PyeongChang Olympics
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PyeongChang Olympics Show Benefits of Diplomacy Without the US

Seoul (GPA– The PyeongChang Olympics have highlighted how effective international diplomacy can be sans the United States.

From the moment the opening ceremonies of the PyeongChang Olympics in South Korea began, the United Korean Olympic Team showed the world what real substantive diplomacy between two nations without US interference can accomplish.

DPRK Olympic Delegation’s Departure
Image: Rodong Sinmun

To quickly recap: This team was the creation of a surprise New Years announcement by the Democratic People’s Republic of Korea’s (DPRK) leader Kim Jong Un, saying he would be open to dialogue on participating in the games. While it was too late for the DPRK to enter their own team in the games based on the International Olympic Committee (IOC) guidelines, the two Koreas did agree on allowing some athletes from the DPRK to join with their fellow Koreans in a joint team.

There were some initial roadblocks during these talks, and even after agreeing on the joint team the DPRK dropped out of a pre-games event with South Korean athletes. This temporary change of Pyongyang’s tone was triggered by some of the more conservative and hawkish South Korean media.

While western media attempted to paint this chain of events as further proof of the irrationality of the DPRK, there were obvious reasons for Pyongyang’s anger. South Korean media had taken to slamming President Moon Jae In’s decision to negotiate with the DPRK and provoked the more conservative elements of South Korea by implying weakness on the part of Moon. The media also took to outright mocking the games by highlighting anti-peace opinions and using the term “Pyongyang Games” to attempt to paint Moon in a negative light.

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Despite the show of unity by the joint Korean team at the opening ceremony for the games yesterday, the conservative and pro-US elements in South Korea were still hard at work trying to sabotage any goodwill. One clear example of this came shortly after the opening ceremonies when South Korean protesters, flying US flags and burning images of Kim Jong Un, clashed with police.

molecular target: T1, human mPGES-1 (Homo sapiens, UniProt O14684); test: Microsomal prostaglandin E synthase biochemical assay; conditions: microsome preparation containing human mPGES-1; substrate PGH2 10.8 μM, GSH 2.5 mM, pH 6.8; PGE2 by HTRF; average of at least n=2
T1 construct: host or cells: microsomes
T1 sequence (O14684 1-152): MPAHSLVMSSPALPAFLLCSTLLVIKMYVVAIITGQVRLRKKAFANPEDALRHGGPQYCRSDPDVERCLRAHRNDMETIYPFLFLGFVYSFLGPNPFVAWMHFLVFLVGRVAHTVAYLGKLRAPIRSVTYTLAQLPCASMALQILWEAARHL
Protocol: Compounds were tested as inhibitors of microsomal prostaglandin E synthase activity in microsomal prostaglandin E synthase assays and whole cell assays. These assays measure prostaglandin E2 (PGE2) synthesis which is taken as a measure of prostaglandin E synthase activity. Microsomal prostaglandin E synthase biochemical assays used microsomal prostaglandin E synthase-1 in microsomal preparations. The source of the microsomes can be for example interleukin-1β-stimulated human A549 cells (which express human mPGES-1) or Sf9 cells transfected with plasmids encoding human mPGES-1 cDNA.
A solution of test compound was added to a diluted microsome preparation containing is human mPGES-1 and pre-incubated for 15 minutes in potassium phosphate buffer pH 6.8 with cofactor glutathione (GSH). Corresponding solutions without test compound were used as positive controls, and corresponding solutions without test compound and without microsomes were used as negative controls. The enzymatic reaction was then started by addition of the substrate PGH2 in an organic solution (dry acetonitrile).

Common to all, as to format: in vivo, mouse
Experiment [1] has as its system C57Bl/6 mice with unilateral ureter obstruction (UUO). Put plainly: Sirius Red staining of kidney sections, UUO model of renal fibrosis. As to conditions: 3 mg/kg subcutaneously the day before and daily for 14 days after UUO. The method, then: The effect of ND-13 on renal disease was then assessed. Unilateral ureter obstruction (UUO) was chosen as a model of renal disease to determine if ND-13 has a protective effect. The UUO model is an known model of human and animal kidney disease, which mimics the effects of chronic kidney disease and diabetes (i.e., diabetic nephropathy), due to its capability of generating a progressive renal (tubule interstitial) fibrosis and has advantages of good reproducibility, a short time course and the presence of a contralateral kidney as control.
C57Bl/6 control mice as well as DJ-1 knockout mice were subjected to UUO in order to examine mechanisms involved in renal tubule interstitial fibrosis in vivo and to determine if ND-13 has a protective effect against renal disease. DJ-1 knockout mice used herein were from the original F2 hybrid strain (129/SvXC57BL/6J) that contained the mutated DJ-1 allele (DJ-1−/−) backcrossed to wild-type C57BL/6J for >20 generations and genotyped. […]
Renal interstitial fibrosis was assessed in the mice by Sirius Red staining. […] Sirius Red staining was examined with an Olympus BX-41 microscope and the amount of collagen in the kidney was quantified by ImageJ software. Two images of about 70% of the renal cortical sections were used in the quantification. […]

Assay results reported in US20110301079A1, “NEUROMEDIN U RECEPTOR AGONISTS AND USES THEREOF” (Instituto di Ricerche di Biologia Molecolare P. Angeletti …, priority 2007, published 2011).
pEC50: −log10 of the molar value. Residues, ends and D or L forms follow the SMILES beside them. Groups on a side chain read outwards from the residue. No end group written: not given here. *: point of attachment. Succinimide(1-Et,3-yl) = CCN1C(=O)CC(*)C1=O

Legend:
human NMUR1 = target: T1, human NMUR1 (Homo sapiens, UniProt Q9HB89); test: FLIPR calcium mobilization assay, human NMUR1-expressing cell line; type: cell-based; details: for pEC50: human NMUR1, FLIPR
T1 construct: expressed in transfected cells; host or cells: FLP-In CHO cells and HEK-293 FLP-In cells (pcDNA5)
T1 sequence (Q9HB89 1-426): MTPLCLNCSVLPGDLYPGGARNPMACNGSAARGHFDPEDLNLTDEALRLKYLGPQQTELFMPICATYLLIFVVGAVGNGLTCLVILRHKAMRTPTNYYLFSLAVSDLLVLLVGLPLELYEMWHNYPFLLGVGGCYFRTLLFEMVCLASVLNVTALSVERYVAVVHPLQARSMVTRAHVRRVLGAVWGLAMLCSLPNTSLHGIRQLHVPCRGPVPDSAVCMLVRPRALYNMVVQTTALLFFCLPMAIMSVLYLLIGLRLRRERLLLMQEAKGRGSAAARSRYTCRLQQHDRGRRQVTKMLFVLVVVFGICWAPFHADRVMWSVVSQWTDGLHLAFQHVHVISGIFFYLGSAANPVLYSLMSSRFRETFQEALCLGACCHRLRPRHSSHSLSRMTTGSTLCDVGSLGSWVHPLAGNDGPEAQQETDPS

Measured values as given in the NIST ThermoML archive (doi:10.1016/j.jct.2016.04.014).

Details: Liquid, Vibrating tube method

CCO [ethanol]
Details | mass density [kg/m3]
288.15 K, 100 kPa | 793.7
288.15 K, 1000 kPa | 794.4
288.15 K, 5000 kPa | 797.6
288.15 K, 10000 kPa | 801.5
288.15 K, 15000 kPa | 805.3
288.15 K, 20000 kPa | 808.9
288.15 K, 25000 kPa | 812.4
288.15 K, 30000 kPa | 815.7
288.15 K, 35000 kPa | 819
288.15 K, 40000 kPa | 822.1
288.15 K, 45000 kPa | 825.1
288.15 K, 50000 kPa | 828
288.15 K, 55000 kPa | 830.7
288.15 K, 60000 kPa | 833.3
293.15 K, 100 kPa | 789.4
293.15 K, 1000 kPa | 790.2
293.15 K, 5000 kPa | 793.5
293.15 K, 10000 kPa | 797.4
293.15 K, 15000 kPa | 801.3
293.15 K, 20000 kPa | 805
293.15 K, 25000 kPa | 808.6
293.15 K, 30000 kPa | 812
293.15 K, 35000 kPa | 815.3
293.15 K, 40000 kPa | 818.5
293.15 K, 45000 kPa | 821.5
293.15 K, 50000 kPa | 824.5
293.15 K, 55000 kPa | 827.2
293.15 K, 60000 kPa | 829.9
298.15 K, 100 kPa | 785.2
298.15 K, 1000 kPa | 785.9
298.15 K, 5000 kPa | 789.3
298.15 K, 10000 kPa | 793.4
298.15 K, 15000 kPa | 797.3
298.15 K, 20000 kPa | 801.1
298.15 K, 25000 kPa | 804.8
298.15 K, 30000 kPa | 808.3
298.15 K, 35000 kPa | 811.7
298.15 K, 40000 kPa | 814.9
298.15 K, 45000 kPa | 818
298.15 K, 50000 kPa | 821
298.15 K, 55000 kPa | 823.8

This tradition of distrust among certain segments of the South Korean population comes from their long tradition of conservative leadership and that sector of society’s dependence on US imperial projection. These elements have always sought to turn South Koreans against their family in the North and are angered that their plans have continued to unravel since their president Park Geun-hye was thrown in jail for corruption.

If this wasn’t enough, the US also decided to snub these amazing developments between Seoul and Pyongyang.

Vice-President Mike Pence, who is representing the US in Pyeongchang didn’t stand for the joint Korean team’s entrance during the opening ceremonies of the games (and every other nation besides the US). Pence was seated with Japanese Prime-Minister Shinzo Abe who was also cold toward both Korean delegations sitting across the aisle from them.

Yet none of this stopped relations between the DRPK and the Republic of Korea (ROK) from continuing to grow in PyeongChang. Mike Pence and Shinzo Abe may have refused to speak with the delegations from either Korea in their seats, but it was noted that Moon spoke to the DPRK representatives which includes Kim Yo-jong, the sister of Kim Jong Un. Kim Yo-jong was not just seen speaking to Moon but was also shown to have had lunch with him at Seoul’s presidential palace where she is said to have invited him to Pyongyang at the “earliest date possible.”

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Images of this meeting also appeared in the DPRK’s media which is an extremely rare occurrence. On top of that the images, which appeared in Rodong Sinmun, also referenced Moon as the President of the ROK, as opposed to their usual descriptions which included titles like “chief executive” or something similarly vague.

President Moon ran on a promise of renewed dialogue with the DPRK and so far it seems he is willing to deliver on that promise wherever he sees an opportunity to. The Trump Regime and reactionary elements of South Korean society will likely to continue to try to undermine these steps forward but it shouldn’t stop Moon from doing everything in his power to bring real peace to the Peninsula without the US. Much like in Syria, we are seeing another example of how global diplomacy works best without the United States.